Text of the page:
One of my all-time favorite movies is Parent Trap- not the remake but the original starring Brian Keith, Maureen O’Hara and Haley Mills. In the movie, the very wealthy grandmother of Haley Mills’ character, used one sentence to summarize the extreme wealth of the family and the large size of their house. She said to a servant “Put both Steinways at the north end of the drawing room”. To this day, this is one of my all-time favorite sayings; it expresses so much information in just 11 words.
I have never had a chance to use that phrase, however. The closest I came to it was when I attend a 2 piano/4 hands concert at my Musicians’ Clinics of Canada’ partner’s house where he indeed has two full sized grand Steinway pianos in the same room. Of course, at his house, this occupies most of the first floor.
But what is the largest musical instrument ever built?
There are several candidates such as the four story tall harp that was constructed at a recent Burning Man festival and the tuba that my friend had to drag home from school in grade 8. (He later switched to the piccolo).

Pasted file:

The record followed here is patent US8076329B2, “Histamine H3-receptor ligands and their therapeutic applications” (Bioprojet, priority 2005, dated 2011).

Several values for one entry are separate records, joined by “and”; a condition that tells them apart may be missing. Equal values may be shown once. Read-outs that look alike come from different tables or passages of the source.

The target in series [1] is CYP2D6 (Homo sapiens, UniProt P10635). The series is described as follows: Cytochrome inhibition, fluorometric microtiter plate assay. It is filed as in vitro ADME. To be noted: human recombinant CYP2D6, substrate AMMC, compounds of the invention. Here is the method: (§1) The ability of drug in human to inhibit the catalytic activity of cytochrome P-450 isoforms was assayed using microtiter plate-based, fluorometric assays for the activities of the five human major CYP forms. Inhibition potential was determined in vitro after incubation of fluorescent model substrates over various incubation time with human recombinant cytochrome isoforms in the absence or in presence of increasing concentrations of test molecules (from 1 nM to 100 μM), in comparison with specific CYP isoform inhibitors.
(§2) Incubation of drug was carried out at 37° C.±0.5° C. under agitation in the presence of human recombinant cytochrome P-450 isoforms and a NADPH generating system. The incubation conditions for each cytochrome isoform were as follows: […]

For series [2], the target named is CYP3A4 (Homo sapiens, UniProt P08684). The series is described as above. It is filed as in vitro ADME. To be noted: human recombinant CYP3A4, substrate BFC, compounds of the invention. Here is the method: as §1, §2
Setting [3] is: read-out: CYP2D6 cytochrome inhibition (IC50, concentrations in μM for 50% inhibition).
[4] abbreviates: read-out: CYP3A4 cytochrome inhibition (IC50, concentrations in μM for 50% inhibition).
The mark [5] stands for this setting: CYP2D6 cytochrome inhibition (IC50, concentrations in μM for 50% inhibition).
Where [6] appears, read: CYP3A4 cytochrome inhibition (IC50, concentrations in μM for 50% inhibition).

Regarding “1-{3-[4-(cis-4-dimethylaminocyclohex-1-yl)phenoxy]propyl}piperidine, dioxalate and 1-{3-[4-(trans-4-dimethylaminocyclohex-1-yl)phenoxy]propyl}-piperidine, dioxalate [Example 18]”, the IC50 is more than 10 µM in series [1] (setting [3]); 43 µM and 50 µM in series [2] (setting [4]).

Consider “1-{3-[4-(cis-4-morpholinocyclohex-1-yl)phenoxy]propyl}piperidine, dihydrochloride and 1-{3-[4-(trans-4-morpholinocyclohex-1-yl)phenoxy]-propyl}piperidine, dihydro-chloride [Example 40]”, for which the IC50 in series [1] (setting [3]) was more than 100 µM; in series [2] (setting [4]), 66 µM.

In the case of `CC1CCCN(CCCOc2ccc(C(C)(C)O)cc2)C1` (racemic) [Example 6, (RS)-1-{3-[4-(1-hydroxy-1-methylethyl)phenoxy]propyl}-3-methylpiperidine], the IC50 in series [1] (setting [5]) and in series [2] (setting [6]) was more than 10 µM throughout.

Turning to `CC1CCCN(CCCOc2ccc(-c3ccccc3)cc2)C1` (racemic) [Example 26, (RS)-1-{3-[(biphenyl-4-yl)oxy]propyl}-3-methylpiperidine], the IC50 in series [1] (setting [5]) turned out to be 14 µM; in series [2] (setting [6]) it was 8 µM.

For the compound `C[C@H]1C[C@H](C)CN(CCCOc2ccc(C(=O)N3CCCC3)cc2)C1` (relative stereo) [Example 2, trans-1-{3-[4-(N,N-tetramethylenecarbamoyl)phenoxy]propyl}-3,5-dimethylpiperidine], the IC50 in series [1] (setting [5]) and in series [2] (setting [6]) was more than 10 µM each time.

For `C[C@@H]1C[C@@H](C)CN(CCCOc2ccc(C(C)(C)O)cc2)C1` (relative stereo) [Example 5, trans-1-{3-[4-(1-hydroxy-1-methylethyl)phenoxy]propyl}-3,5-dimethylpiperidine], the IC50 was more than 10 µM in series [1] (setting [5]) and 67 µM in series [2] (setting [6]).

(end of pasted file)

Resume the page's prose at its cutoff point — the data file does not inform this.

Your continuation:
Over the years, musical instrument builders have competed silently among themselves to create a very large version of their typical smaller-scale instruments.
Eight German violin makers were responsible for this rather large sized violin in the picture below.
Large tubas have been created and even the “octobass” has been created.
But the largest (so far) of any instrument is the Stalacpipe underground organ at the Luray Caverns that takes up about 3.5 acres. This was the brainchild of mathematician Leland W. Sprinkle (that’s really his name!). When spelunking in a cave one day, his son hit his head on a stalactite, only to hear a distinct ring. Where other dads may rush to see if his son was OK, Professor Sprinkle began to examine the distinct rings that other stalactites appeared to have, when hit. I hope he didn’t continue to use his son’s head!
In any event, because stalactites (and presumably stalagmites) tended to have a resonant frequency that was a result of their size (length and mass), in order to have a full representation of the notes on an organ keyboard, he needed to search about 3.5 acres of cave to come up with a sufficient assortment of stalactites to cover the musical range. An array of electronic hammers were set up that could be enticed to hit any number of individual or combinations of stalactites to achieve any note or chord.
Clearly this professor was tenured and didn’t need to publish-or-perish!
To date, this underground organ is the largest musical instrument ever built. But tomorrow is another day!